Lordstown Motors visits northeast Ohio to discuss idled GM plant
If Lordstown Motors Corp. is able to finalize its purchase of the General Motors Co. assembly plant in northeast Ohio, the start-up automaker plans to start producing an electric truck there as early as next year.
Lordstown Motors continued its behind-the-scenes efforts on purchasing the GM plant by meeting with Mahoning Valley officials on Friday at Youngstown State University to introduce the company and explore opportunity for collaboration with the university. The project is contingent on the would-be automaker purchasing the plant after GM and the United Auto Workers complete negotiations on a new contract as early as next month.
"They feel as if with their singular focus on the electrical vehicle that they should be able to be a real force in the market ... the market that's inevitable," Youngstown State University President Jim Tressel told The Detroit News. "They truly want to be a part of the community and the region."
The News reported last week that Lordstown Motors was founded in June by CEO Steve Burns, who also founded and was CEO of Workhorse Group Inc., a Cincinnati-based electric-truck maker. Lordstown Motors would use the Workhorse technology to build its electric pickup truck at the 6.2 million-square-foot facility that pumped out Chevrolet and Pontiac cars for years. Workhorse would own 10% of Lordstown Motors.
The plant also would potentially partner with Workhorse to build the next U.S. Postal Service delivery truck. Workhorse is one of the companies vying to win by the end of year a $6.3 billion contract with USPS to build 180,000 delivery trucks. Access to the Lordstown facility is expected to be a "game changer" for Workhorse in its efforts to get the contract, CEO Duane Hughes said during the company's second quarter earnings call this week.
In addition to being an assembly facility, the plant would also become Lordstown Motors' headquarters and research and development center. Burns could not be reached for comment Friday.
Lordstown Motors' presence in the Mahoning Valley on Friday, as well as discussions with stakeholders there before the meeting, has helped turn skepticism about the company into excitement.
"They are the real deal," said Rick Stockburger, CEO of the Tech Belt Energy Innovation Center, a business incubator in Warren, Ohio. "The team they have there has worked for companies like Tesla and GM. This isn’t some random startup company. They have a real knowledge of the ecosystem."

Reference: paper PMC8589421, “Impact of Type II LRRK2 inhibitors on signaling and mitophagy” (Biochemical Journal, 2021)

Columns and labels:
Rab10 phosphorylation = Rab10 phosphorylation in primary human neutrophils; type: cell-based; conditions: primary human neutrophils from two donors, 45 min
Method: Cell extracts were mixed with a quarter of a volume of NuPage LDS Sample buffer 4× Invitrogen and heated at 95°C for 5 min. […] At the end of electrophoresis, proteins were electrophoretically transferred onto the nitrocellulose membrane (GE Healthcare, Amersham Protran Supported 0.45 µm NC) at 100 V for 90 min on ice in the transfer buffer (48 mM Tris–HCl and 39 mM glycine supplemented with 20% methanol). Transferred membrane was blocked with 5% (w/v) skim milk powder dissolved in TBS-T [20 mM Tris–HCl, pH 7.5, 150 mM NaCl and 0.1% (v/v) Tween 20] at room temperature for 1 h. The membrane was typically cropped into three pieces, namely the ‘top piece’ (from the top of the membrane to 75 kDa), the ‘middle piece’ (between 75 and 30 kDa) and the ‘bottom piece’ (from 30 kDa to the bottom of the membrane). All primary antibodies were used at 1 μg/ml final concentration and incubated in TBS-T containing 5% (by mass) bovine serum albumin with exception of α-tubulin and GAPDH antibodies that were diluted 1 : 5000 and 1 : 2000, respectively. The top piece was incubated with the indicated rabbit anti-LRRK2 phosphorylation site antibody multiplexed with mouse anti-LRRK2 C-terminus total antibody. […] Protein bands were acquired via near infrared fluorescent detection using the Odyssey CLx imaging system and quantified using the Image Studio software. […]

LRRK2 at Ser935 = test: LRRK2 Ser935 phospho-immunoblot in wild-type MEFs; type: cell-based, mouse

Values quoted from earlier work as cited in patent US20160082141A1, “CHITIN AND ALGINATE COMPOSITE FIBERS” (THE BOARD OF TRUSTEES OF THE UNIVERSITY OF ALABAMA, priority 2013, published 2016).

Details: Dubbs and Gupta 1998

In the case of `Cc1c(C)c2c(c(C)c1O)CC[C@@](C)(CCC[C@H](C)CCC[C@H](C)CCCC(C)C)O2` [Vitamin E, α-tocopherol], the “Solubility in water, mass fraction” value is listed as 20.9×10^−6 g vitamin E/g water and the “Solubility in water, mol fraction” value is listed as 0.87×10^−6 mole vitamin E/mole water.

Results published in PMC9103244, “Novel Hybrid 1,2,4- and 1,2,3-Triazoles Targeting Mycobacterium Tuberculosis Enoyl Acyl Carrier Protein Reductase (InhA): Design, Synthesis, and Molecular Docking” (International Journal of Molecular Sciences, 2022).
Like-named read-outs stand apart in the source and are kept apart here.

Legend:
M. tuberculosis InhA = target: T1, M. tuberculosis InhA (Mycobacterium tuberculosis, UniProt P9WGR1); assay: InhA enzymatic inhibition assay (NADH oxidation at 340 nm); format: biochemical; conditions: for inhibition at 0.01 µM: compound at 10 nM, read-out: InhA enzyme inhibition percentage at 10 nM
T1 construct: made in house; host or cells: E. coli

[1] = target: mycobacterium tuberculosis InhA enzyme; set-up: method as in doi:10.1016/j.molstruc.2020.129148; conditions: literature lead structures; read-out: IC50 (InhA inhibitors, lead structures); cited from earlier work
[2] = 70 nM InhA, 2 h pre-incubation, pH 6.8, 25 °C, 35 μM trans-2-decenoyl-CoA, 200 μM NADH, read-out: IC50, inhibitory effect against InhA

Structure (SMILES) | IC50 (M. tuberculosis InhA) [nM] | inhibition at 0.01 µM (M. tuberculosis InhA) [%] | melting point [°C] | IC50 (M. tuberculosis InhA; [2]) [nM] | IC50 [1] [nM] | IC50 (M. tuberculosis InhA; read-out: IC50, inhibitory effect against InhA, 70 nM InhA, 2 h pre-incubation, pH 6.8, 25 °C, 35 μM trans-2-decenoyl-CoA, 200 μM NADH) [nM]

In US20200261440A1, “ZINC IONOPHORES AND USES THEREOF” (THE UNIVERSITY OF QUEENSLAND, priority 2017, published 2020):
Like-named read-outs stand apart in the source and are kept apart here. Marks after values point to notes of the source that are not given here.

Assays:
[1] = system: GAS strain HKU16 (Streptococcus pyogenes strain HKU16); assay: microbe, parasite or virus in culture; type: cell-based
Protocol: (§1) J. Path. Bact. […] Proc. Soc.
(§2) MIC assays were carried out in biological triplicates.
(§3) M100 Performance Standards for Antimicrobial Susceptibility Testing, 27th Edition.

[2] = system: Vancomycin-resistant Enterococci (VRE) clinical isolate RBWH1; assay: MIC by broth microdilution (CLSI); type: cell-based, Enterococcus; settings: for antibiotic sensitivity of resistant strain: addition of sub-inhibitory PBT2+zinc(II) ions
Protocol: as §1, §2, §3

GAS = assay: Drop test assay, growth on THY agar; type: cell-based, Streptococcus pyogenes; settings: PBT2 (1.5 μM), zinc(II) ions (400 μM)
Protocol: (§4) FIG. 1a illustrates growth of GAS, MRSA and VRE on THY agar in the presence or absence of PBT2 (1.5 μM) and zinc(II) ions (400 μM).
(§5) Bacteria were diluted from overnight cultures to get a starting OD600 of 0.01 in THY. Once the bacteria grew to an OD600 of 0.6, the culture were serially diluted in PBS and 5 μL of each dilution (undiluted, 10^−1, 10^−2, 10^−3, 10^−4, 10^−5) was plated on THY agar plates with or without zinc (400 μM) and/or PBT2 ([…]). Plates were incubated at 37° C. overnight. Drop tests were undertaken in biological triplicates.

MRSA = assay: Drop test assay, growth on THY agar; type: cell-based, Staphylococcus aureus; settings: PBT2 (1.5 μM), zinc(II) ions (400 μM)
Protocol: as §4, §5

Lordstown Motors, though, still has some hurdles to overcome. It needs to find out what comes of the UAW/GM negotiations because GM cannot idle, close or sell the plant under the current collective bargaining agreement expiring Sept. 14. The UAW officials say they will fight to keep GM product in the automaker's "unallocated" plants in Lordstown, Michigan and Maryland. Lordstown Motors is willing to work with the UAW, multiple sources said.
Lordstown Motors is also working on getting the rest of the financing needed to purchase and retool the plant. "Their willingness to be up here and to bring their team up here sends a strong message," said Ohio Sen. Sean O'Brien, D-Bazetta Township, who visited the Workhorse headquarters outside Cincinnati last week.
Workhorse develops electric delivery vans and pickup trucks. The company also has developed hybrid aircraft for short flights and delivery drones.
There's been skepticism about Workhorse since President Donald Trump announced on Twitter that GM was working with the company to sell the Lordstown plant — even though Workhorse wouldn't be the company purchasing the plant from GM. Lordstown Motors would be.
Skepticism among locals and some in the news media is driven in part by Workhorse's weak earnings and uncertain financial outlook. This week, the company reported $37 million in losses and only $6,000 in sales during the second quarter. In a Friday filing with the Securities and Exchange Commission, the company said it lost $43.1 million for the first six months of the year.
The company's sales were down about 50% year over year to $369,690, primarily attributable to a decrease in the volume of trucks sold. As of June 30, Workhorse's cash, cash equivalents and short-term investments totaled $23.5 million, up from $1.5 million on Dec. 31.